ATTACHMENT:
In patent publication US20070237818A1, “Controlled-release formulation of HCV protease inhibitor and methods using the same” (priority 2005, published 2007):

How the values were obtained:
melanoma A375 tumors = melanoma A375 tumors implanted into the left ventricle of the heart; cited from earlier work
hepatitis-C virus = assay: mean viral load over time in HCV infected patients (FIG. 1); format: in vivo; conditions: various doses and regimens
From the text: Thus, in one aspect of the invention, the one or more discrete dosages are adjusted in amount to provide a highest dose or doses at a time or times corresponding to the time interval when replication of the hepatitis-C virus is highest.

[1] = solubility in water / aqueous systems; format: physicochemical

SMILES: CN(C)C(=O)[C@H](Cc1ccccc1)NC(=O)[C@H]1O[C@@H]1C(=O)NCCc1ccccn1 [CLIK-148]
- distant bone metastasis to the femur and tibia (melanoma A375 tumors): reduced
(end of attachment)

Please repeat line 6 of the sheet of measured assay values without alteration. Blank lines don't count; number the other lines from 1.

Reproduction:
[1] = solubility in water / aqueous systems; format: physicochemical